The second community, consisting of symptoms related to speech production (silence, reduced speech, selectivity of speaking behavior) and symptoms related to avoidance behavior (avoidance of verbal situations, avoidance of eye contact) seems to represent a conceptually rather heterogeneous symptom cluster. Here, interestingly, impairments in speech production are related to both symptoms associated with avoidance. In accordance with this, it has been repeatedly assumed in the past that silence in children with SM acts as an avoidance mechanism [8, 58, 59]. This connection of silence and avoidance could be supported by quasi-experimental studies based on psychophysiological measurements, which might suggest that silence in SM is associated with a reduction in physiological fear arousal [27, 60]. Overall, it is important to emphasize that the network analysis at hand is only based on subjective reports of a mixed sample, which is not sufficient in order to investigate probably biologically driven mechanisms of the inability to speak in children with SM such as freezing. Therefore, experimental research based on psychophysiological data would be needed to identify and disentangle possible mechanisms underlying the inability to speak. The symptom network at hand could, however, provide a first starting point as to which symptoms might be indicative of the possible underlying mechanisms.

Against the background that there is a subset of children with SM who do not appear to exhibit increased anxiety [10], it is important to emphasize that other symptom clusters or mechanisms not included in this symptom network may also be relevant. The symptom clusters identified here both appear to represent strongly anxiety-related latent variables (avoidance and freezing), which are consequently to some extent dependent on the symptoms included in the analysis. For this reason, it would be important in future studies to include nonanxiety-related symptoms to examine the relationship between silence and nonanxiety-related symptoms.

Connection between symptoms of SM

Beyond symptom clusters within the network and the importance of circumscribed symptoms, the connection between symptoms reveals information about how connected symptoms might influence each other. Remarkably, we found a strong general interconnectedness of symptoms that is reflected by the relatively high average proportion of mutually explained variance among symptoms (45.5%), which is similar to reported predictability scores of other anxiety disorders [35, 36, 42]. Given that symptom networks with a high average predictability are considered to be more strongly influenced by symptoms within the network, therapeutic interventions addressing one symptom are considered to have a strong influence on the other symptoms. Most striking is the connection between motor inhibition and incapacity to communicate nonverbally. Interestingly, the item of the FSSM regarding incapacity to communicate nonverbally does not only refer to situations with speech demands. This suggests that reduced gestures and head movements or an impaired ability to point at things (potentially also when not expected to speak) might be a clinical feature in SM closely related to motor inhibition. This may indicate that children with SM are unable to communicate nonverbally in certain social situations apart from failure to speak, which may also be associated with frozen motor activity. This inhibition might thus not be reduced to situations with expectation to speak but may occur also in social situations where no language is required. Consistently, the quasi-experimental studies also showed a prolonged movement latency [23] as well as the possible inhibition of eye movement [24] even in nonverbal social situations. Moreover, selectivity of speaking behavior shows a strong link to motor inhibition. This association also fits into the assumption that frozen motor activity might play an important role in the symptomatology of SM: Motor inhibition as a component of the fear response of freezing occurs in fear-inducing situations [25], which in SM are primarily situations outside the home [43, 61]. In this respect, it may be important for clinicians to take care of reduced motor activity that especially occurs during unfamiliar situations. Thus, considering additional symptoms in therapy of SM, such as counteracting the state of motor inhibition by motor activation, might have an additional impact on destabilizing the network and might thus contribute to the remission of SM.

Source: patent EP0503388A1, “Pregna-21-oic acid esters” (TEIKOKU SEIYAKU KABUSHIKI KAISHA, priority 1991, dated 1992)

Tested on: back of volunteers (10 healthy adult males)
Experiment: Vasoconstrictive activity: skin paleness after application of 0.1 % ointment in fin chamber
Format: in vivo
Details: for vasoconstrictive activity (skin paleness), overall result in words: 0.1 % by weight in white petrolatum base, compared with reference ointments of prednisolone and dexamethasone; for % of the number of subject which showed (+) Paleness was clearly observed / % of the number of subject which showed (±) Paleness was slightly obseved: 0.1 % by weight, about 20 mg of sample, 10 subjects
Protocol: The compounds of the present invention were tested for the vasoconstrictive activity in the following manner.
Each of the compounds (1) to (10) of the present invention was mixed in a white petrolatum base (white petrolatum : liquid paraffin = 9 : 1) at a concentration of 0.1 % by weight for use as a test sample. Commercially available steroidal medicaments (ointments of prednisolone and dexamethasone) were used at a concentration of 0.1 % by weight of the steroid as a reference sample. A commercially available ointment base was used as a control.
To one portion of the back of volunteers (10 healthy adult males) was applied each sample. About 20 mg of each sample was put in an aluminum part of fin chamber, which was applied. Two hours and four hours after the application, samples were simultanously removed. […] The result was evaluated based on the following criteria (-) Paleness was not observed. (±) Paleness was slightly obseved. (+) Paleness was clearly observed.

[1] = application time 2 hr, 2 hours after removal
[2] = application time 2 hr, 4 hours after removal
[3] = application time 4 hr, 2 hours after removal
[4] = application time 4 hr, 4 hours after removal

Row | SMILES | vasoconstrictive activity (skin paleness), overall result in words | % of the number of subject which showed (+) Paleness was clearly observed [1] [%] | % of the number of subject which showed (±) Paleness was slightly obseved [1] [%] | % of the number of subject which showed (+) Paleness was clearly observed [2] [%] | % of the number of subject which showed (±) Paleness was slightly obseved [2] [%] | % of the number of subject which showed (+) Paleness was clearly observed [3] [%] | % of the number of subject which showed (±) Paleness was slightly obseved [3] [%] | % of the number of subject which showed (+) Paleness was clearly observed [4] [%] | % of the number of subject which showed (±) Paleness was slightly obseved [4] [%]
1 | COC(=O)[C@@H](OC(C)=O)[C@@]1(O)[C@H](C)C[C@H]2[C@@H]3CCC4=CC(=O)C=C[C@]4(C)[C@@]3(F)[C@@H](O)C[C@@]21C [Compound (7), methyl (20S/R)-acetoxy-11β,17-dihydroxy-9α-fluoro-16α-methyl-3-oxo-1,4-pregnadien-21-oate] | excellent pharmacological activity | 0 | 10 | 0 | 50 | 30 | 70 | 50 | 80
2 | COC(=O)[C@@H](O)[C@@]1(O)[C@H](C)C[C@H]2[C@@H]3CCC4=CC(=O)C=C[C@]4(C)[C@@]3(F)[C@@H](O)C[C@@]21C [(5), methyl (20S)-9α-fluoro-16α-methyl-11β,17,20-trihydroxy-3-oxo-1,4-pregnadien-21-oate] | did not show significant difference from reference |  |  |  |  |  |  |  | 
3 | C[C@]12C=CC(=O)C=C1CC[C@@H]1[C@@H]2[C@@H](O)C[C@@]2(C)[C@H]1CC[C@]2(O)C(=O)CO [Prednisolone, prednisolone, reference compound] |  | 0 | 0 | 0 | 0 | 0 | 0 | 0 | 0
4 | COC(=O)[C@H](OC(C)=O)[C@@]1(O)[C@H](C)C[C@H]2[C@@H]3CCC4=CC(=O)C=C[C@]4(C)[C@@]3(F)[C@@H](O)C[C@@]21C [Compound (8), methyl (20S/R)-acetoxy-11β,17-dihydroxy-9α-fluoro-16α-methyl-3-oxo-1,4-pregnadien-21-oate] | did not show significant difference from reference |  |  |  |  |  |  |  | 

Selective mutism and social anxiety